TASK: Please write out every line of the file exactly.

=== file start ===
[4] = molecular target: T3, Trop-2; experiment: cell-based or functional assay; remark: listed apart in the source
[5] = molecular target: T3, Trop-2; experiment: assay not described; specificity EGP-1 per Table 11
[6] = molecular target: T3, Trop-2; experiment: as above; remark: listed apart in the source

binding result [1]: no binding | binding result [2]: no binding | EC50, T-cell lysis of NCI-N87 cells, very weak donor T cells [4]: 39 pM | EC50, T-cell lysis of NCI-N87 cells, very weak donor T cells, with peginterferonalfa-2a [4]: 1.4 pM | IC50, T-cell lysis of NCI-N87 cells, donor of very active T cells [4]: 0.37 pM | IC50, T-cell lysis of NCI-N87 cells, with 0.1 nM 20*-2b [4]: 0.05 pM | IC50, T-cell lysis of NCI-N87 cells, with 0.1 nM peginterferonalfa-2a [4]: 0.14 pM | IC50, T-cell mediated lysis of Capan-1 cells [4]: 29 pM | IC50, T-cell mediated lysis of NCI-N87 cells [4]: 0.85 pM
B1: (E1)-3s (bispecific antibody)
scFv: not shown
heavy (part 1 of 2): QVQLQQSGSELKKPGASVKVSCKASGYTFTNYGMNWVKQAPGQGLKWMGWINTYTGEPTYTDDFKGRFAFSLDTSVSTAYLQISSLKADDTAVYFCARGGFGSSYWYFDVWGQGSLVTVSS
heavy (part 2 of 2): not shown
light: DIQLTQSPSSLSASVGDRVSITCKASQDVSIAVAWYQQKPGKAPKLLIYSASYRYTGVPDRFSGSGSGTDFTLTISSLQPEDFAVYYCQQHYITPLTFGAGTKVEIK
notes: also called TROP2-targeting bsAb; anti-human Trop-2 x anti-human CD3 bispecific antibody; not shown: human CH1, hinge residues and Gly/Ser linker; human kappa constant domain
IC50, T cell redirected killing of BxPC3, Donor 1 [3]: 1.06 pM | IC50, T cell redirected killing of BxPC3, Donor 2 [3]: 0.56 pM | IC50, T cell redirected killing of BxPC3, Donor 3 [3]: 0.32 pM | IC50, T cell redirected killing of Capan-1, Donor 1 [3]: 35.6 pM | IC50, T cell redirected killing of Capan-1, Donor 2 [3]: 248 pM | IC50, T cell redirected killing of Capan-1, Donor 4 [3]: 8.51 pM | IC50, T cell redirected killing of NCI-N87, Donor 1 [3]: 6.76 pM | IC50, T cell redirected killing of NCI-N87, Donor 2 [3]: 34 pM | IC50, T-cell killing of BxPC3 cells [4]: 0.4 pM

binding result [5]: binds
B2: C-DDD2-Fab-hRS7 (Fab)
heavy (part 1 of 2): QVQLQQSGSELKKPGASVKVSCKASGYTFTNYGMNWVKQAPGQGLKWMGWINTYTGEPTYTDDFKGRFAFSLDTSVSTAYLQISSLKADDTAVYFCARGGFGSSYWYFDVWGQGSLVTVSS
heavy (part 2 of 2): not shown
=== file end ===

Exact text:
[4] = molecular target: T3, Trop-2; experiment: cell-based or functional assay; remark: listed apart in the source
[5] = molecular target: T3, Trop-2; experiment: assay not described; specificity EGP-1 per Table 11
[6] = molecular target: T3, Trop-2; experiment: as above; remark: listed apart in the source

binding result [1]: no binding | binding result [2]: no binding | EC50, T-cell lysis of NCI-N87 cells, very weak donor T cells [4]: 39 pM | EC50, T-cell lysis of NCI-N87 cells, very weak donor T cells, with peginterferonalfa-2a [4]: 1.4 pM | IC50, T-cell lysis of NCI-N87 cells, donor of very active T cells [4]: 0.37 pM | IC50, T-cell lysis of NCI-N87 cells, with 0.1 nM 20*-2b [4]: 0.05 pM | IC50, T-cell lysis of NCI-N87 cells, with 0.1 nM peginterferonalfa-2a [4]: 0.14 pM | IC50, T-cell mediated lysis of Capan-1 cells [4]: 29 pM | IC50, T-cell mediated lysis of NCI-N87 cells [4]: 0.85 pM
B1: (E1)-3s (bispecific antibody)
scFv: not shown
heavy (part 1 of 2): QVQLQQSGSELKKPGASVKVSCKASGYTFTNYGMNWVKQAPGQGLKWMGWINTYTGEPTYTDDFKGRFAFSLDTSVSTAYLQISSLKADDTAVYFCARGGFGSSYWYFDVWGQGSLVTVSS
heavy (part 2 of 2): not shown
light: DIQLTQSPSSLSASVGDRVSITCKASQDVSIAVAWYQQKPGKAPKLLIYSASYRYTGVPDRFSGSGSGTDFTLTISSLQPEDFAVYYCQQHYITPLTFGAGTKVEIK
notes: also called TROP2-targeting bsAb; anti-human Trop-2 x anti-human CD3 bispecific antibody; not shown: human CH1, hinge residues and Gly/Ser linker; human kappa constant domain
IC50, T cell redirected killing of BxPC3, Donor 1 [3]: 1.06 pM | IC50, T cell redirected killing of BxPC3, Donor 2 [3]: 0.56 pM | IC50, T cell redirected killing of BxPC3, Donor 3 [3]: 0.32 pM | IC50, T cell redirected killing of Capan-1, Donor 1 [3]: 35.6 pM | IC50, T cell redirected killing of Capan-1, Donor 2 [3]: 248 pM | IC50, T cell redirected killing of Capan-1, Donor 4 [3]: 8.51 pM | IC50, T cell redirected killing of NCI-N87, Donor 1 [3]: 6.76 pM | IC50, T cell redirected killing of NCI-N87, Donor 2 [3]: 34 pM | IC50, T-cell killing of BxPC3 cells [4]: 0.4 pM

binding result [5]: binds
B2: C-DDD2-Fab-hRS7 (Fab)
heavy (part 1 of 2): QVQLQQSGSELKKPGASVKVSCKASGYTFTNYGMNWVKQAPGQGLKWMGWINTYTGEPTYTDDFKGRFAFSLDTSVSTAYLQISSLKADDTAVYFCARGGFGSSYWYFDVWGQGSLVTVSS
heavy (part 2 of 2): not shown